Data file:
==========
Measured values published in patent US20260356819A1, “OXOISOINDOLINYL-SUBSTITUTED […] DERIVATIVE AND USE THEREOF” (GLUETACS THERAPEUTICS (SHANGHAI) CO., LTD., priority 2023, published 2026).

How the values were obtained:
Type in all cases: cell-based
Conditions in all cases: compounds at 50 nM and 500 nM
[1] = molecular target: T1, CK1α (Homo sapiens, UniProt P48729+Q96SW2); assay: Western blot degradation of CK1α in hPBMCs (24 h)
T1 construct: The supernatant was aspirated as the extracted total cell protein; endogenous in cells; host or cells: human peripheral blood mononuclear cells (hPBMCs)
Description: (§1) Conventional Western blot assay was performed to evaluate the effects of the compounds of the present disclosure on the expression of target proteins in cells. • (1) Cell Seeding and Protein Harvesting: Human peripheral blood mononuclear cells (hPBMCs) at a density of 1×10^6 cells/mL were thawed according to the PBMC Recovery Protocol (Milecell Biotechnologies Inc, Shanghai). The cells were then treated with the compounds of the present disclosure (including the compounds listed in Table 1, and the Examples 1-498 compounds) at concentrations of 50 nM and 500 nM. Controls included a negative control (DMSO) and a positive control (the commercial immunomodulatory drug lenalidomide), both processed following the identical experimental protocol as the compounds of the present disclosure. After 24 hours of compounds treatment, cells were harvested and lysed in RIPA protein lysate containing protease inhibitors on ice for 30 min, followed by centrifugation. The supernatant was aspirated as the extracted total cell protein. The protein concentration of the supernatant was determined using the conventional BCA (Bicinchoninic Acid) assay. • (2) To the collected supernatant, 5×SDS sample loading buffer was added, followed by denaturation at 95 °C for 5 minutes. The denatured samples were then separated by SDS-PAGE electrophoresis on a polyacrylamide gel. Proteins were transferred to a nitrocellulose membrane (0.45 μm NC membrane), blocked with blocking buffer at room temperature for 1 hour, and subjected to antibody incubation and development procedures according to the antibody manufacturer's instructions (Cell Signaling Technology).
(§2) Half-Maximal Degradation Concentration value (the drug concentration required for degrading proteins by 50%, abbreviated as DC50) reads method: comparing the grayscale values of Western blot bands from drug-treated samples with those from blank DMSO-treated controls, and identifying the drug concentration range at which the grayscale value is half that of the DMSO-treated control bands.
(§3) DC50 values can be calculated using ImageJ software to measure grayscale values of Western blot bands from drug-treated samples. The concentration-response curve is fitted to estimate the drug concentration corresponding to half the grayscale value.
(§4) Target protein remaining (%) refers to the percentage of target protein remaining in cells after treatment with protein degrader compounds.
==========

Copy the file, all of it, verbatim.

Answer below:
Measured values published in patent US20260356819A1, “OXOISOINDOLINYL-SUBSTITUTED […] DERIVATIVE AND USE THEREOF” (GLUETACS THERAPEUTICS (SHANGHAI) CO., LTD., priority 2023, published 2026).

How the values were obtained:
Type in all cases: cell-based
Conditions in all cases: compounds at 50 nM and 500 nM
[1] = molecular target: T1, CK1α (Homo sapiens, UniProt P48729+Q96SW2); assay: Western blot degradation of CK1α in hPBMCs (24 h)
T1 construct: The supernatant was aspirated as the extracted total cell protein; endogenous in cells; host or cells: human peripheral blood mononuclear cells (hPBMCs)
Description: (§1) Conventional Western blot assay was performed to evaluate the effects of the compounds of the present disclosure on the expression of target proteins in cells. • (1) Cell Seeding and Protein Harvesting: Human peripheral blood mononuclear cells (hPBMCs) at a density of 1×10^6 cells/mL were thawed according to the PBMC Recovery Protocol (Milecell Biotechnologies Inc, Shanghai). The cells were then treated with the compounds of the present disclosure (including the compounds listed in Table 1, and the Examples 1-498 compounds) at concentrations of 50 nM and 500 nM. Controls included a negative control (DMSO) and a positive control (the commercial immunomodulatory drug lenalidomide), both processed following the identical experimental protocol as the compounds of the present disclosure. After 24 hours of compounds treatment, cells were harvested and lysed in RIPA protein lysate containing protease inhibitors on ice for 30 min, followed by centrifugation. The supernatant was aspirated as the extracted total cell protein. The protein concentration of the supernatant was determined using the conventional BCA (Bicinchoninic Acid) assay. • (2) To the collected supernatant, 5×SDS sample loading buffer was added, followed by denaturation at 95 °C for 5 minutes. The denatured samples were then separated by SDS-PAGE electrophoresis on a polyacrylamide gel. Proteins were transferred to a nitrocellulose membrane (0.45 μm NC membrane), blocked with blocking buffer at room temperature for 1 hour, and subjected to antibody incubation and development procedures according to the antibody manufacturer's instructions (Cell Signaling Technology).
(§2) Half-Maximal Degradation Concentration value (the drug concentration required for degrading proteins by 50%, abbreviated as DC50) reads method: comparing the grayscale values of Western blot bands from drug-treated samples with those from blank DMSO-treated controls, and identifying the drug concentration range at which the grayscale value is half that of the DMSO-treated control bands.
(§3) DC50 values can be calculated using ImageJ software to measure grayscale values of Western blot bands from drug-treated samples. The concentration-response curve is fitted to estimate the drug concentration corresponding to half the grayscale value.
(§4) Target protein remaining (%) refers to the percentage of target protein remaining in cells after treatment with protein degrader compounds.